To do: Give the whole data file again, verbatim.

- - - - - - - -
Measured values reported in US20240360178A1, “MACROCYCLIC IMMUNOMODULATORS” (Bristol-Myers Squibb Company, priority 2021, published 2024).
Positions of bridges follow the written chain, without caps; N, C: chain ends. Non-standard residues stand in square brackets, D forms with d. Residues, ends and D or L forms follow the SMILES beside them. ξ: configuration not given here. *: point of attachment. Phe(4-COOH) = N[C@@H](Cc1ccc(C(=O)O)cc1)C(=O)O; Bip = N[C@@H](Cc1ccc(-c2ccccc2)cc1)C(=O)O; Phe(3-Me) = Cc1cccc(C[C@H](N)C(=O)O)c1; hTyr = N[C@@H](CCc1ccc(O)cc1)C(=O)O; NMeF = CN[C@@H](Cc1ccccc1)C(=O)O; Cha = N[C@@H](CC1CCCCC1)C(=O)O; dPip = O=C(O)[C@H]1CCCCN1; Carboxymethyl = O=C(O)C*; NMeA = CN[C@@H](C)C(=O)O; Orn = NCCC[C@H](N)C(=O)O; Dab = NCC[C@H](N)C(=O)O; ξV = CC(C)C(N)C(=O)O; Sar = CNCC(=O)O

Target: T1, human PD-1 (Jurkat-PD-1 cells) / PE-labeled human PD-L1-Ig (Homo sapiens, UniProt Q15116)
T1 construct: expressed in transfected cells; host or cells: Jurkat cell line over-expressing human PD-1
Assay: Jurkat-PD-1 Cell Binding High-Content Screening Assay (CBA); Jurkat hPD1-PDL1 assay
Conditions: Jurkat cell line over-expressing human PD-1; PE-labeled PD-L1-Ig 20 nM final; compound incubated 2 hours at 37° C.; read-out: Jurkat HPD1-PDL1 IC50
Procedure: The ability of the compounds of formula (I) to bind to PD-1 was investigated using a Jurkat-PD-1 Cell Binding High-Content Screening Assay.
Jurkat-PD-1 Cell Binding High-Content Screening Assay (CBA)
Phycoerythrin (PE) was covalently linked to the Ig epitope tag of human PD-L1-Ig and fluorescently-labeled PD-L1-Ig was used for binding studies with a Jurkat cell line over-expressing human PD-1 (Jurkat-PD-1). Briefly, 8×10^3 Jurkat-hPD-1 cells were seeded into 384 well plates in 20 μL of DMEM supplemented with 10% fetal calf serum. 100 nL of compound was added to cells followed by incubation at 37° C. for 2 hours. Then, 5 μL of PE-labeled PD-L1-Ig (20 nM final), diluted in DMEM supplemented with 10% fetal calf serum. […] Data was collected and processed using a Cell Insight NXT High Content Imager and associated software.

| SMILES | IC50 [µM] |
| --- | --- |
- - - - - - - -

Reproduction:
Measured values reported in US20240360178A1, “MACROCYCLIC IMMUNOMODULATORS” (Bristol-Myers Squibb Company, priority 2021, published 2024).
Positions of bridges follow the written chain, without caps; N, C: chain ends. Non-standard residues stand in square brackets, D forms with d. Residues, ends and D or L forms follow the SMILES beside them. ξ: configuration not given here. *: point of attachment. Phe(4-COOH) = N[C@@H](Cc1ccc(C(=O)O)cc1)C(=O)O; Bip = N[C@@H](Cc1ccc(-c2ccccc2)cc1)C(=O)O; Phe(3-Me) = Cc1cccc(C[C@H](N)C(=O)O)c1; hTyr = N[C@@H](CCc1ccc(O)cc1)C(=O)O; NMeF = CN[C@@H](Cc1ccccc1)C(=O)O; Cha = N[C@@H](CC1CCCCC1)C(=O)O; dPip = O=C(O)[C@H]1CCCCN1; Carboxymethyl = O=C(O)C*; NMeA = CN[C@@H](C)C(=O)O; Orn = NCCC[C@H](N)C(=O)O; Dab = NCC[C@H](N)C(=O)O; ξV = CC(C)C(N)C(=O)O; Sar = CNCC(=O)O

Target: T1, human PD-1 (Jurkat-PD-1 cells) / PE-labeled human PD-L1-Ig (Homo sapiens, UniProt Q15116)
T1 construct: expressed in transfected cells; host or cells: Jurkat cell line over-expressing human PD-1
Assay: Jurkat-PD-1 Cell Binding High-Content Screening Assay (CBA); Jurkat hPD1-PDL1 assay
Conditions: Jurkat cell line over-expressing human PD-1; PE-labeled PD-L1-Ig 20 nM final; compound incubated 2 hours at 37° C.; read-out: Jurkat HPD1-PDL1 IC50
Procedure: The ability of the compounds of formula (I) to bind to PD-1 was investigated using a Jurkat-PD-1 Cell Binding High-Content Screening Assay.
Jurkat-PD-1 Cell Binding High-Content Screening Assay (CBA)
Phycoerythrin (PE) was covalently linked to the Ig epitope tag of human PD-L1-Ig and fluorescently-labeled PD-L1-Ig was used for binding studies with a Jurkat cell line over-expressing human PD-1 (Jurkat-PD-1). Briefly, 8×10^3 Jurkat-hPD-1 cells were seeded into 384 well plates in 20 μL of DMEM supplemented with 10% fetal calf serum. 100 nL of compound was added to cells followed by incubation at 37° C. for 2 hours. Then, 5 μL of PE-labeled PD-L1-Ig (20 nM final), diluted in DMEM supplemented with 10% fetal calf serum. […] Data was collected and processed using a Cell Insight NXT High Content Imager and associated software.

| SMILES | IC50 [µM] |
| --- | --- |